To reinvigorate the “language of winter,” Uppal looks not least to the argot of athletes themselves. She finds particularly rich material in the terminology of snowboarders and skiers, which she incorporates enthusiastically. As a result, her poems limn a strange, marvellous world in which it is possible for a human being to herringbone, J-tear, goofyfoot, and eggplant. By foregrounding such words, Uppal rescues athletes from the stereotype of the inarticulate jock while reminding her audience that sport and poetry can be companionable forms of play. Likewise, her use of incantatory and onomatopoeic language has a childlike appeal, evoking the era of “Red Rover,” “Ring Around the Rosie,” and skipping-rope chants, a period of life when the body moves intuitively along with verse. In fact, several times Uppal compares athletes to children, as when she calls a bobsled team a “[s]choolyard ringleader” and “4 strong mates.” Accordingly, although for the most part Winter Sport focuses on elite competitors, it gestures toward a more egalitarian, populist conception of sport rooted in children’s play. This conception is especially prominent in poems emerging from Uppal’s attendance at the 2010 Arctic Winter Games, where, as she observes in a concluding essay, not only was entry in certain competitions limited to young people, but athletes “encouraged each other, regardless of team designation, gave each other tips, and applauded each other’s outcomes.”

As befitting a book that adduces childhood in linking athletics to poetry, at times Winter Sport manifests a conspicuous innocence about its subject. In a preface, Uppal announces that at the Olympics she consciously took up the role of a Pindaric “singer of praise,” not that of “the lamenter, the critic.” This choice means Winter Sport is shadowed by another, unwritten book of poetry about the Games, one attending to matters such as inequality, eating disorders, homophobia, and national chauvinism—issues the TV networks prefer not to address. For example, a poem dedicated to Nodar Kumaritashvili, the Georgian luger who died in a training-run crash on a challenging Olympic course to which non-Canadian athletes had been given limited access, doesn’t attend to the tricky politics of the incident. However, as Uppal celebrates “sliding” sports such as luge, skeleton, and bobsledding in the poem, she does point out that “tunnels are paths to the gods.” As she does so, she identifies a pathway that Winter Sport itself might have taken, one leading not to Olympus but to the underworld—a realm that, for all the sanitized glitz of the modern Games, still accompanies winter sport at the level of archetype. In ancient Greece, Pindar had a habit of dropping in reminders about athletes’ mortality even as he praised them. Obliquely and briefly, Uppal reminds us that modern Olympians, despite their vitality, are no less immune to death.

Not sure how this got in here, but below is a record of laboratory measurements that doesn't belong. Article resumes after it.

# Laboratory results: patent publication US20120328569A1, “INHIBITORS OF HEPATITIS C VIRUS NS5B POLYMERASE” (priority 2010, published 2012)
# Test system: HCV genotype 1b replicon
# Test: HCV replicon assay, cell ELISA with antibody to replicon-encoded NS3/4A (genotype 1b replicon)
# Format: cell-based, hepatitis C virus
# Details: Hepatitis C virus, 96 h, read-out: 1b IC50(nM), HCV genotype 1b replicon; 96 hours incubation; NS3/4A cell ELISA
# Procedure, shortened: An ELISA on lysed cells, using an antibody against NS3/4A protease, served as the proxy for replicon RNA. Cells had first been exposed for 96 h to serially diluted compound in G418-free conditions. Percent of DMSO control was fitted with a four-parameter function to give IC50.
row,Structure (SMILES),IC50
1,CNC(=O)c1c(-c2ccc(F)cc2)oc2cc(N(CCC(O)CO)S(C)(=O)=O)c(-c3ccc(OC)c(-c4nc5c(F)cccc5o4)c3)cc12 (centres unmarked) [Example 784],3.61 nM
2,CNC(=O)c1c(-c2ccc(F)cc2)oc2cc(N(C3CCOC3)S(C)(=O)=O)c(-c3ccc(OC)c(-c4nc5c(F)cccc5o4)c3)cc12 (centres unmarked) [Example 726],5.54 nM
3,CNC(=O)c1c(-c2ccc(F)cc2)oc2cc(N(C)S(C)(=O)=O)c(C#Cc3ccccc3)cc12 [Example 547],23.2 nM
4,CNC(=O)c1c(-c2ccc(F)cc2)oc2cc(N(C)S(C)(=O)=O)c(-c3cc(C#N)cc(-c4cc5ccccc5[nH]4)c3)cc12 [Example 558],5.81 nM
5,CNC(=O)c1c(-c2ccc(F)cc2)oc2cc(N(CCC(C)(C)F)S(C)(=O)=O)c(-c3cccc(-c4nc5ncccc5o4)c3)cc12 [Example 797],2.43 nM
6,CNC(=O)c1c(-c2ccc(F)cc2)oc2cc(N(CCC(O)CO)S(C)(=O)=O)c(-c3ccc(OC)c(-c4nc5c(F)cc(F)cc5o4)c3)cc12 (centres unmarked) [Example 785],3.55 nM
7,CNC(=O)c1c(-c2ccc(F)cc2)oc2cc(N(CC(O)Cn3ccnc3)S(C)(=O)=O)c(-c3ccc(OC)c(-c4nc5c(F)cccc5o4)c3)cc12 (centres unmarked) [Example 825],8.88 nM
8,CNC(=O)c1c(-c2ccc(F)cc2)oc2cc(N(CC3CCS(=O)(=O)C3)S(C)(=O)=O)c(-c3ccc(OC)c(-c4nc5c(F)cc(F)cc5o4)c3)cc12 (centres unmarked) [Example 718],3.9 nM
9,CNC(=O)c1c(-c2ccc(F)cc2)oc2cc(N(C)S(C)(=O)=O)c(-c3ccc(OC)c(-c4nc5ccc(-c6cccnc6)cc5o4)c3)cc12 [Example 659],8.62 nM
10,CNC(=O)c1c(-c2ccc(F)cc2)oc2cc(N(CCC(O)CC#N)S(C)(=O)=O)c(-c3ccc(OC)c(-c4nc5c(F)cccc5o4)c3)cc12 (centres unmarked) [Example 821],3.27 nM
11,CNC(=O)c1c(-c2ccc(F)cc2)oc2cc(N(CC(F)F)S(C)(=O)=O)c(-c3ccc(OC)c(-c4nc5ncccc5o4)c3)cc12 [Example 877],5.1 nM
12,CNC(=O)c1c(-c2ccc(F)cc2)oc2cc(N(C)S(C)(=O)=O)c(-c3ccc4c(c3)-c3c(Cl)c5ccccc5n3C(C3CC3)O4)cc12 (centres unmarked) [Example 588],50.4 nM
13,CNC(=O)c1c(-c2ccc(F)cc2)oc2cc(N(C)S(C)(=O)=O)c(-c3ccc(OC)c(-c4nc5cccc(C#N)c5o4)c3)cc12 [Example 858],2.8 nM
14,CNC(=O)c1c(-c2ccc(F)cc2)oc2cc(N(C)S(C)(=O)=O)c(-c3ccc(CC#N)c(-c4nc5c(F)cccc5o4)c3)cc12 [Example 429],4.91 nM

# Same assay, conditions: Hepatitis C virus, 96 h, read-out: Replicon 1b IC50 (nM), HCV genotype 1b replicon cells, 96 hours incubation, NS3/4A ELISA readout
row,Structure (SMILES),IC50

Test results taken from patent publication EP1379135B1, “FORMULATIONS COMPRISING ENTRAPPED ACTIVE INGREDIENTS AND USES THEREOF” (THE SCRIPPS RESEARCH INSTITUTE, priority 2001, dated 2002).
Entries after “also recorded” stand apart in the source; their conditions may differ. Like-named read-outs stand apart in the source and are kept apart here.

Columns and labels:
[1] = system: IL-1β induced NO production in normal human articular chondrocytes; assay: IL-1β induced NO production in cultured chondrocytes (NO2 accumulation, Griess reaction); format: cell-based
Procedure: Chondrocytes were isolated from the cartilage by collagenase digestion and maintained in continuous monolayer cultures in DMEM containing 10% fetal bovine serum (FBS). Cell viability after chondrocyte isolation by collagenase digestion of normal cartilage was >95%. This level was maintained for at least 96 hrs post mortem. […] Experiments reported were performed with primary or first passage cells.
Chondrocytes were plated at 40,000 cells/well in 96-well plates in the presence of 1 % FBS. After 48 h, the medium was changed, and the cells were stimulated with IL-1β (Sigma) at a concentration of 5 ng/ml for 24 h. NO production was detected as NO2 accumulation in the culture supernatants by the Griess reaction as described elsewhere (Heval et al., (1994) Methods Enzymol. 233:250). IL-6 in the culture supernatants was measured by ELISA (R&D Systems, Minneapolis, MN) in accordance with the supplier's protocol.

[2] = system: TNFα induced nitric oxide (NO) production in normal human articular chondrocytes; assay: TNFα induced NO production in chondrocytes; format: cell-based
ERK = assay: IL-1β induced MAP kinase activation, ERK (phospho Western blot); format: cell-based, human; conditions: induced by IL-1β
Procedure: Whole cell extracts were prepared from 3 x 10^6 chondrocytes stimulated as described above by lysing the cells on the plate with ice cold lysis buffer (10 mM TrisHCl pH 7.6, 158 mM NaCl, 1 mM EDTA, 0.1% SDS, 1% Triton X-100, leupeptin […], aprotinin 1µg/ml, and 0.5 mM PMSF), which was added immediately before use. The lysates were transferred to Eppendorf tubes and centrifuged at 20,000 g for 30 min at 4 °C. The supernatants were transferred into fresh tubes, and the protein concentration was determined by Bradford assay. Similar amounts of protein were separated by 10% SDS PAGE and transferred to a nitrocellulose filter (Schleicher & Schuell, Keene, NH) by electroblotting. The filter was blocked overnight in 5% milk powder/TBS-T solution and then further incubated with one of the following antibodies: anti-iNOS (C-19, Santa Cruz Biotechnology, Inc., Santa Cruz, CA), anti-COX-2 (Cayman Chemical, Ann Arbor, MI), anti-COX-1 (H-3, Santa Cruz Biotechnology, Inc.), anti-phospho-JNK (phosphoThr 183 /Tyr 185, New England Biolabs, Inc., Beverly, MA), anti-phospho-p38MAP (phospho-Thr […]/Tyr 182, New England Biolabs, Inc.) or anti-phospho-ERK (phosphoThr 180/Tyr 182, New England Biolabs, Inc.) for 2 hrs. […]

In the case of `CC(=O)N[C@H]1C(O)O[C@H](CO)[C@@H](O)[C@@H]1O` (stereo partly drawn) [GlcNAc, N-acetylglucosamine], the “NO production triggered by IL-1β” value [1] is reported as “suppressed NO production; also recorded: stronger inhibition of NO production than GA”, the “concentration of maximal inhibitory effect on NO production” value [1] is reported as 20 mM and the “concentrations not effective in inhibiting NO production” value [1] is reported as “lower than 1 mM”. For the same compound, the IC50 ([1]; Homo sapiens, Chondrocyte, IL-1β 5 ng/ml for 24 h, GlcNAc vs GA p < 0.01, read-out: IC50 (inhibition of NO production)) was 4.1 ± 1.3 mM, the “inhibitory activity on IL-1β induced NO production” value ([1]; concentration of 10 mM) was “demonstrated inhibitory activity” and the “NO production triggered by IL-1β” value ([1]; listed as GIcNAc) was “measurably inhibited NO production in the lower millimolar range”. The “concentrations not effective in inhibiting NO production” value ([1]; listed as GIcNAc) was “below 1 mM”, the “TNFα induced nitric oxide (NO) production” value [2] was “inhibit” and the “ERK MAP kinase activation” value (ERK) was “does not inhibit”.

Indeed, as Olympic athletes brave the elements to perform their feats, they take on a strikingly symbolic role: each lap of the speed-skating oval or ski trail enacts a journey into darkness and return, an assertion of human potential in a season of waste. It is remarkable, then, that often such athletes are configured not just as champions but as childlike figures extending youthful fantasies of superhuman achievement into adult life. Uppal neatly touches on this dual role in “Super G Haiku,” where the speaker declares:

From wind & snow &

outrageous guts, I sew my own

hero costume.

Here the voice is at once that of an Olympian and of Uppal herself, who performed her work in Vancouver wearing a Team Canada hockey jersey with the word “Poet” on the back, and who showed guts of her own by outrageously reciting poetry at a major sporting event.